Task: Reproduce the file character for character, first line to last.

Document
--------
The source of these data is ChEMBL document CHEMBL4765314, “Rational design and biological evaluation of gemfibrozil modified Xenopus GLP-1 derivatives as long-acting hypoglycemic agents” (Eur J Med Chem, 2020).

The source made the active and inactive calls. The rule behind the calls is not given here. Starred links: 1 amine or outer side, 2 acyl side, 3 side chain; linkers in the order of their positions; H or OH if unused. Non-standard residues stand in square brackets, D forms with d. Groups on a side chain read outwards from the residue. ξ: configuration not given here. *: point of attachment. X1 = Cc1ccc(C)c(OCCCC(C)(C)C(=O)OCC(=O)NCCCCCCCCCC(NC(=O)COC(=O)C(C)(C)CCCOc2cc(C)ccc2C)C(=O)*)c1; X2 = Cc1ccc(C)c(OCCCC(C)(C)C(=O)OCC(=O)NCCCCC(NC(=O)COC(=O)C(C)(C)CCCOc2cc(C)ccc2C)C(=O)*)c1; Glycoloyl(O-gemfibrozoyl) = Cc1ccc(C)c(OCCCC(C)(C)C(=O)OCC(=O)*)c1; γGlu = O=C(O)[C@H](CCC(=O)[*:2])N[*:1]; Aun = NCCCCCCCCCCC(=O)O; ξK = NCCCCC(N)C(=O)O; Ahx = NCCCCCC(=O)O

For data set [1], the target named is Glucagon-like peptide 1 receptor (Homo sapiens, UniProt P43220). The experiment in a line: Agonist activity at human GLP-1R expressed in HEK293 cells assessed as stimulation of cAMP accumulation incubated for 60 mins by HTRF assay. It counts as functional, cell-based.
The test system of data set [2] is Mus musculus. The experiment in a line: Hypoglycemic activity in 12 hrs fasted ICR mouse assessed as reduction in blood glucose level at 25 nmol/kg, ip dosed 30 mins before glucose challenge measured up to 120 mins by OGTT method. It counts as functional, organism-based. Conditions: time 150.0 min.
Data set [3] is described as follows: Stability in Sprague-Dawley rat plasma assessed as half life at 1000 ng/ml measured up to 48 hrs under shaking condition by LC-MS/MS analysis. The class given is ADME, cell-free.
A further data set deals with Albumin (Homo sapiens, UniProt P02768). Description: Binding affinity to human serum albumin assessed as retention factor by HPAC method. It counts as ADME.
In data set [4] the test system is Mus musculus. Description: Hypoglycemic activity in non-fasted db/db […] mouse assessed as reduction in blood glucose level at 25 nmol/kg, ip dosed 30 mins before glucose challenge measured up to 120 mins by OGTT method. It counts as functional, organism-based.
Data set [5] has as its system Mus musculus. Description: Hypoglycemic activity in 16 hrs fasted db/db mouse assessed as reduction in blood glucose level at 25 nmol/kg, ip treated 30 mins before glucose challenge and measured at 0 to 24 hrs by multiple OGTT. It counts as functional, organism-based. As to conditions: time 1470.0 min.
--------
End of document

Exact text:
The source of these data is ChEMBL document CHEMBL4765314, “Rational design and biological evaluation of gemfibrozil modified Xenopus GLP-1 derivatives as long-acting hypoglycemic agents” (Eur J Med Chem, 2020).

The source made the active and inactive calls. The rule behind the calls is not given here. Starred links: 1 amine or outer side, 2 acyl side, 3 side chain; linkers in the order of their positions; H or OH if unused. Non-standard residues stand in square brackets, D forms with d. Groups on a side chain read outwards from the residue. ξ: configuration not given here. *: point of attachment. X1 = Cc1ccc(C)c(OCCCC(C)(C)C(=O)OCC(=O)NCCCCCCCCCC(NC(=O)COC(=O)C(C)(C)CCCOc2cc(C)ccc2C)C(=O)*)c1; X2 = Cc1ccc(C)c(OCCCC(C)(C)C(=O)OCC(=O)NCCCCC(NC(=O)COC(=O)C(C)(C)CCCOc2cc(C)ccc2C)C(=O)*)c1; Glycoloyl(O-gemfibrozoyl) = Cc1ccc(C)c(OCCCC(C)(C)C(=O)OCC(=O)*)c1; γGlu = O=C(O)[C@H](CCC(=O)[*:2])N[*:1]; Aun = NCCCCCCCCCCC(=O)O; ξK = NCCCCC(N)C(=O)O; Ahx = NCCCCCC(=O)O

For data set [1], the target named is Glucagon-like peptide 1 receptor (Homo sapiens, UniProt P43220). The experiment in a line: Agonist activity at human GLP-1R expressed in HEK293 cells assessed as stimulation of cAMP accumulation incubated for 60 mins by HTRF assay. It counts as functional, cell-based.
The test system of data set [2] is Mus musculus. The experiment in a line: Hypoglycemic activity in 12 hrs fasted ICR mouse assessed as reduction in blood glucose level at 25 nmol/kg, ip dosed 30 mins before glucose challenge measured up to 120 mins by OGTT method. It counts as functional, organism-based. Conditions: time 150.0 min.
Data set [3] is described as follows: Stability in Sprague-Dawley rat plasma assessed as half life at 1000 ng/ml measured up to 48 hrs under shaking condition by LC-MS/MS analysis. The class given is ADME, cell-free.
A further data set deals with Albumin (Homo sapiens, UniProt P02768). Description: Binding affinity to human serum albumin assessed as retention factor by HPAC method. It counts as ADME.
In data set [4] the test system is Mus musculus. Description: Hypoglycemic activity in non-fasted db/db […] mouse assessed as reduction in blood glucose level at 25 nmol/kg, ip dosed 30 mins before glucose challenge measured up to 120 mins by OGTT method. It counts as functional, organism-based.
Data set [5] has as its system Mus musculus. Description: Hypoglycemic activity in 16 hrs fasted db/db mouse assessed as reduction in blood glucose level at 25 nmol/kg, ip treated 30 mins before glucose challenge and measured at 0 to 24 hrs by multiple OGTT. It counts as functional, organism-based. As to conditions: time 1470.0 min.